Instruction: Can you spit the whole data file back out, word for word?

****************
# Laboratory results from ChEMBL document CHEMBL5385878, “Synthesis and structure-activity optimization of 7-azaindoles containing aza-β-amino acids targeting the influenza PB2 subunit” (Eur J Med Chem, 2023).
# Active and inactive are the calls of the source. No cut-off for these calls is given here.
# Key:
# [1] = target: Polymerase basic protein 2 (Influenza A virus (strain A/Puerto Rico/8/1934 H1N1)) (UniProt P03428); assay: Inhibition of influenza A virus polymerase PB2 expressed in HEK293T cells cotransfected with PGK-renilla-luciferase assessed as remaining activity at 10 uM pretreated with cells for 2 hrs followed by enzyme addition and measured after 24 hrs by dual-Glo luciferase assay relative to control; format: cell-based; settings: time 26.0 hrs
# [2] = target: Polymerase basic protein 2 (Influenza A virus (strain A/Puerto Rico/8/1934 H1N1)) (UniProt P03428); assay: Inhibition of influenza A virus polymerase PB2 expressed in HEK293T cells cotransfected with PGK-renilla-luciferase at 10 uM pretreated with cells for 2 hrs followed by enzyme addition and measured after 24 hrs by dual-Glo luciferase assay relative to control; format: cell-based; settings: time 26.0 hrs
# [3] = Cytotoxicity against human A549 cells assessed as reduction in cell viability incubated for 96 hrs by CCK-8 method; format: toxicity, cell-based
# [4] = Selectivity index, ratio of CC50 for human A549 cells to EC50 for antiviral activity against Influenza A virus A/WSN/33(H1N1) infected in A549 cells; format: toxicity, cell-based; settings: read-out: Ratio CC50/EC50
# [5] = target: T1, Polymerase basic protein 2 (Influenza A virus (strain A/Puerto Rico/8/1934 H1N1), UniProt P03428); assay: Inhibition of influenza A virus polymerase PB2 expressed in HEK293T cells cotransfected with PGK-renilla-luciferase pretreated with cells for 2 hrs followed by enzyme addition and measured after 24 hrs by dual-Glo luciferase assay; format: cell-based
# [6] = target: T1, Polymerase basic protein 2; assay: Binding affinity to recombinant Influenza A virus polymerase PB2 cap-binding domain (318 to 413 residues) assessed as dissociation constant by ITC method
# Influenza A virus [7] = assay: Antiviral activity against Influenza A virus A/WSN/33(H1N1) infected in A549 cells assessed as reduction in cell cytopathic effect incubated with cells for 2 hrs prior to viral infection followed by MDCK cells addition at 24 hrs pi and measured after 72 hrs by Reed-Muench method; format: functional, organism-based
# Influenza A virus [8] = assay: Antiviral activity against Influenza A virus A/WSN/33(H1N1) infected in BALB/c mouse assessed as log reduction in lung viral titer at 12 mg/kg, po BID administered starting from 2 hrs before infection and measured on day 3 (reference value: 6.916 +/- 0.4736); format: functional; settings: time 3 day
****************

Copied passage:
# Laboratory results from ChEMBL document CHEMBL5385878, “Synthesis and structure-activity optimization of 7-azaindoles containing aza-β-amino acids targeting the influenza PB2 subunit” (Eur J Med Chem, 2023).
# Active and inactive are the calls of the source. No cut-off for these calls is given here.
# Key:
# [1] = target: Polymerase basic protein 2 (Influenza A virus (strain A/Puerto Rico/8/1934 H1N1)) (UniProt P03428); assay: Inhibition of influenza A virus polymerase PB2 expressed in HEK293T cells cotransfected with PGK-renilla-luciferase assessed as remaining activity at 10 uM pretreated with cells for 2 hrs followed by enzyme addition and measured after 24 hrs by dual-Glo luciferase assay relative to control; format: cell-based; settings: time 26.0 hrs
# [2] = target: Polymerase basic protein 2 (Influenza A virus (strain A/Puerto Rico/8/1934 H1N1)) (UniProt P03428); assay: Inhibition of influenza A virus polymerase PB2 expressed in HEK293T cells cotransfected with PGK-renilla-luciferase at 10 uM pretreated with cells for 2 hrs followed by enzyme addition and measured after 24 hrs by dual-Glo luciferase assay relative to control; format: cell-based; settings: time 26.0 hrs
# [3] = Cytotoxicity against human A549 cells assessed as reduction in cell viability incubated for 96 hrs by CCK-8 method; format: toxicity, cell-based
# [4] = Selectivity index, ratio of CC50 for human A549 cells to EC50 for antiviral activity against Influenza A virus A/WSN/33(H1N1) infected in A549 cells; format: toxicity, cell-based; settings: read-out: Ratio CC50/EC50
# [5] = target: T1, Polymerase basic protein 2 (Influenza A virus (strain A/Puerto Rico/8/1934 H1N1), UniProt P03428); assay: Inhibition of influenza A virus polymerase PB2 expressed in HEK293T cells cotransfected with PGK-renilla-luciferase pretreated with cells for 2 hrs followed by enzyme addition and measured after 24 hrs by dual-Glo luciferase assay; format: cell-based
# [6] = target: T1, Polymerase basic protein 2; assay: Binding affinity to recombinant Influenza A virus polymerase PB2 cap-binding domain (318 to 413 residues) assessed as dissociation constant by ITC method
# Influenza A virus [7] = assay: Antiviral activity against Influenza A virus A/WSN/33(H1N1) infected in A549 cells assessed as reduction in cell cytopathic effect incubated with cells for 2 hrs prior to viral infection followed by MDCK cells addition at 24 hrs pi and measured after 72 hrs by Reed-Muench method; format: functional, organism-based
# Influenza A virus [8] = assay: Antiviral activity against Influenza A virus A/WSN/33(H1N1) infected in BALB/c mouse assessed as log reduction in lung viral titer at 12 mg/kg, po BID administered starting from 2 hrs before infection and measured on day 3 (reference value: 6.916 +/- 0.4736); format: functional; settings: time 3 day